Weak correlations don’t necessarily mean weak relationships: A case study of self-report data

Scott Alexander once wrote an article on Allan Crossman’s suggestion that that parapsychology is the control group of science. In parapsychology we’ve got pretty good reasons to think nothing is going on, so the fact that people keep managing to generate significant results using the same methods they would for any experiment is an indictment of normal scientific processes. I want to think here about another kind of control group- a situation where we know that there really is a relationship, and apply normal social-scientific methods to see if we can recover that relationship. In the case I want to discuss the relationship can be recovered, but the effect size shown using self-report survey data is nothing like we have good reason to think the real effect size is.


Consider the following variables:

“How often do you meet socially with friends, relatives or colleagues.”

“How often do you take part in social activities compared to others of the same age”.

They’re basically identical right? There are only two major ways they can come apart: one takes into account age and the other doesn’t, and one includes the possibility of socialising with relative strangers, and the other doesn’t.

Stop reading now, and ask yourself what you think the portion of variance the one question will explain of the other is. Try to give your honest assessment, not drawing on your knowledge of the title of this piece, or being contrarian because you know I’ve got to be setting up for something surprising.

They are only correlated .36, which is to say that each explains 13% of the variance in the other. When we introduce age into the regression the R² only rises to 16%. To be fair, for many variables this wouldn’t be a terrible degree of correlation. For two variables that are almost conceptually identical though? It seems abysmal. Whatever the true relationship between meeting socially with friends, relatives or colleagues and taking part in social activities more or less compared to others(1) I suspect it’s closer to R²=.9 than R²=.16

To put this in perspective, to be 80% confident of detecting a relationship of a magnitude of .36 with a significance cut-off of .05 you would need a sample size of 58. This for two variables which are, on paper, essentially the same thing!

Edit: And look, a lot of people keep asking me if I’m sure it’s not something to do with age. It absolutely isn’t. Even if we take everyone out except people who are exactly thirty years old (and yes, due to the massive size of survey this does still leave us with an adequate sample), the size of the correlation actually falls to .3. And yes, there is still sufficient variance in both questions that the correlation could and should be higher than this.


There are three possibilities:

  1. There is a lot of socialising going on with people who are relative strangers. This socialising isn’t very collinear with socialising with friends, relatives and colleagues, and in fact this socialising explains almost all of the variation in engaging in social activities, and in the difference between the two variables. I find this intrinsically unlikely.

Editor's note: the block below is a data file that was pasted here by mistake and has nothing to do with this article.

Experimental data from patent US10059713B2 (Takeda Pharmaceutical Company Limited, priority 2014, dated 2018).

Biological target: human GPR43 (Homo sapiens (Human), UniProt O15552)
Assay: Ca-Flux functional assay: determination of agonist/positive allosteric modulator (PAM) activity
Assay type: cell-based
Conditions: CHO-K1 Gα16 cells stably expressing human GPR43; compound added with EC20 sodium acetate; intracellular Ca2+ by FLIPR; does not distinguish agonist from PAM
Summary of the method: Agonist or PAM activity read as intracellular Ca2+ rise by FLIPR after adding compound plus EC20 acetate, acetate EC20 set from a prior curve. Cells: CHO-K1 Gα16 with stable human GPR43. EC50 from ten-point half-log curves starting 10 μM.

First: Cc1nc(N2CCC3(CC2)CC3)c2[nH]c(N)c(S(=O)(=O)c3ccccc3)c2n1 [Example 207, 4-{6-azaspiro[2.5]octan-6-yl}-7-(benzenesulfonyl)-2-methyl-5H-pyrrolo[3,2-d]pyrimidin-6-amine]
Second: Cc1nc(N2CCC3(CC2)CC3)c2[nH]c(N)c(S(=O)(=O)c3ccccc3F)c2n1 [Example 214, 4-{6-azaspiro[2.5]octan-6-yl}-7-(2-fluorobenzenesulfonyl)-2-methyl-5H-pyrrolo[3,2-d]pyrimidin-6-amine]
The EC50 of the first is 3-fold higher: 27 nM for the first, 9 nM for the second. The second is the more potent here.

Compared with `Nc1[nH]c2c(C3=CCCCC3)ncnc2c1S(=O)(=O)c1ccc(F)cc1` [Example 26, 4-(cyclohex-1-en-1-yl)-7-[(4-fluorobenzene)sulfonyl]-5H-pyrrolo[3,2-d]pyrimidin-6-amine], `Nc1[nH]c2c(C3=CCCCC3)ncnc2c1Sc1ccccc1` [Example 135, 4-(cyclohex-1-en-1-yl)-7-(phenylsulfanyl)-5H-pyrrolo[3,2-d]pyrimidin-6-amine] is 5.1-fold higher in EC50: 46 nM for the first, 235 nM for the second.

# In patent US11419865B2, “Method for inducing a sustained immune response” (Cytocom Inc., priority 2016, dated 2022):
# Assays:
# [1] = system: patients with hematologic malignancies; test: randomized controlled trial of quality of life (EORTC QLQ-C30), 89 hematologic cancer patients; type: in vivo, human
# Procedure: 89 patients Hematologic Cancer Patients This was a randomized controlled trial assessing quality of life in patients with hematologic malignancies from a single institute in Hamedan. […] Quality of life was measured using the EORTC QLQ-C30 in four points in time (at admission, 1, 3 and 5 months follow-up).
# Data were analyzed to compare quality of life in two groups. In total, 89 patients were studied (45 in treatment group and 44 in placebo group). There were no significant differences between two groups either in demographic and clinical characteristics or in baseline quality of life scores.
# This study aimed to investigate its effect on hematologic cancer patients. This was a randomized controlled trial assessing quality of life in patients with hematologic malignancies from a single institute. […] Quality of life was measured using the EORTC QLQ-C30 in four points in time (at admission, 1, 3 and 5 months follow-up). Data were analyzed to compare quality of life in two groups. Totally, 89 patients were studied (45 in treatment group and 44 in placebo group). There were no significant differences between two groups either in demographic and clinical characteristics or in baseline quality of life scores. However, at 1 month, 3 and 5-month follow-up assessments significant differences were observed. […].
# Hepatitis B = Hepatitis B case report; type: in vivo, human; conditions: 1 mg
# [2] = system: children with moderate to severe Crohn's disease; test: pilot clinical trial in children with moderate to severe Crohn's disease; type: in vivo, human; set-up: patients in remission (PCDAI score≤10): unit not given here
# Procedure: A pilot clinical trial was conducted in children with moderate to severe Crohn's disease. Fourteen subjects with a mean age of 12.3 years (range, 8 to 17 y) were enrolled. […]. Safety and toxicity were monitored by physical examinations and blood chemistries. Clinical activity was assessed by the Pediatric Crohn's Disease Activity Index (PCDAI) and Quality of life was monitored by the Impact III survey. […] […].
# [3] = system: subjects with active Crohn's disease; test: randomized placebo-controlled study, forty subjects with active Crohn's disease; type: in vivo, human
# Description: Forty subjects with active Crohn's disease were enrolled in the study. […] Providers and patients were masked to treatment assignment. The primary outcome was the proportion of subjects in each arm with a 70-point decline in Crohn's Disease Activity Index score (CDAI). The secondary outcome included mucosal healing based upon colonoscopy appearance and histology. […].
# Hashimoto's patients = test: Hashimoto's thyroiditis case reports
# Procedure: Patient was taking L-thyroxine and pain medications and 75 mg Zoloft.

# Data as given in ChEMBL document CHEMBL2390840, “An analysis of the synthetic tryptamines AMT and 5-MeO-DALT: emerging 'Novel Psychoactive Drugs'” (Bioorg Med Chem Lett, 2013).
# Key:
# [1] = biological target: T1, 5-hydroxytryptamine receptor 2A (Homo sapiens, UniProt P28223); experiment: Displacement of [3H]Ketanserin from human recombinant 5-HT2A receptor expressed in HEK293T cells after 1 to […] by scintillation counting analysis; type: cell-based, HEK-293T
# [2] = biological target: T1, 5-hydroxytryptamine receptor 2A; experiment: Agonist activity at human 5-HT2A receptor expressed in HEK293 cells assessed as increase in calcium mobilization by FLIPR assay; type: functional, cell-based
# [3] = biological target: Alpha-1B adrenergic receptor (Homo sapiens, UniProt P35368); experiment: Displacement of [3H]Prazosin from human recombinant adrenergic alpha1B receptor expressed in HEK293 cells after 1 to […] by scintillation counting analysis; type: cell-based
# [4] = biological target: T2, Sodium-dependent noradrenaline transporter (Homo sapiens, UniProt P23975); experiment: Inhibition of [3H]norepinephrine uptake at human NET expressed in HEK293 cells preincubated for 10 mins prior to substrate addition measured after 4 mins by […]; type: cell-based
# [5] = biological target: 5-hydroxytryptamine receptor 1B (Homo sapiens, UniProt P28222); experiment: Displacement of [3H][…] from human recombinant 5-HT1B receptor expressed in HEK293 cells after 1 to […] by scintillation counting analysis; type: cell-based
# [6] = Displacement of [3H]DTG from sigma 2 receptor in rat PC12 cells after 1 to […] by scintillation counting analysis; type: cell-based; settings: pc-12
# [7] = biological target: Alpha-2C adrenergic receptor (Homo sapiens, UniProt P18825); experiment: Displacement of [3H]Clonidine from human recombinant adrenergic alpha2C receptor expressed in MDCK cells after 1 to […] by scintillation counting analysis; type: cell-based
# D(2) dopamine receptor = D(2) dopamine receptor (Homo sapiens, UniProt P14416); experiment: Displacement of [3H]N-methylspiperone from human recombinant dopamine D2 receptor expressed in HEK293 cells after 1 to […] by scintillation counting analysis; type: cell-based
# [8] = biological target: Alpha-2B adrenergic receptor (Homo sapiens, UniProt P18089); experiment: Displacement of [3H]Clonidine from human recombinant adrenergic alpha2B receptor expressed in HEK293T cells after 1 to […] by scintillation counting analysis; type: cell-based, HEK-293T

2. People are mistaken in their interpretation of these questions, or in their recollection of their own activities, or in their understanding of how much others their own age socialise. These mistakes cause the answers to the two questions to diverge.
  3. Tricky mathematical issues like restriction of range, non-linearity etc. The short answer here is having looked at the data I suspect some of the reduction in magnitude can be explained this way, but not all or even most. If someone better equipped for this kind of analysis wants to give it a try, the data is here: http://www.europeansocialsurvey.org/.

For my part this makes me think that, in the future, I should be more careful of dismissing statistically significant correlations in self report surveys simply because the effect size is very small, since apparently conceptually almost identical questions can be related only very weakly. I’ve long been a partisan of the view that effect sizes should matter as much in evaluating hypotheses as significance tests- everything correlates at 0.1 in the social sciences, because everything is connected in vast matrix of causal relationships. Thus if you can’t find a decently sized R value your hypothesis is on shaky ground even if the P value is very low. Perhaps though I should reflect more on how observed effect sizes can tell us very little about the real size of the relationship.

I’ve also long been pretty blasé about self-report, tending to side with those who say that it’s flaws have been over-blown and it’s a lot more reliable than people give it credit for. Maybe this was also too hasty, maybe self-report data is a lot worse than I had imagined, especially if it involves assessing yourself against the average.

Perhaps one study worth considering is informally ‘bench-marking’ correlations- comparing correlations we are interested in against another correlation in the same population found using the same method (e.g. self report), that we have theoretical reasons to believe is strong in reality, whatever our observations. I know that when looking at the European Social Survey from now on, I’ll be thinking of correlations in terms of fractions of the relationship between socialising compared to others and frequency of social activities. A correlation of .2 or even .1 now seems far more impressive in this population.

— — — — — —

(1). Note that I’ve removed age from the description of the variable because we’ve controlled for age

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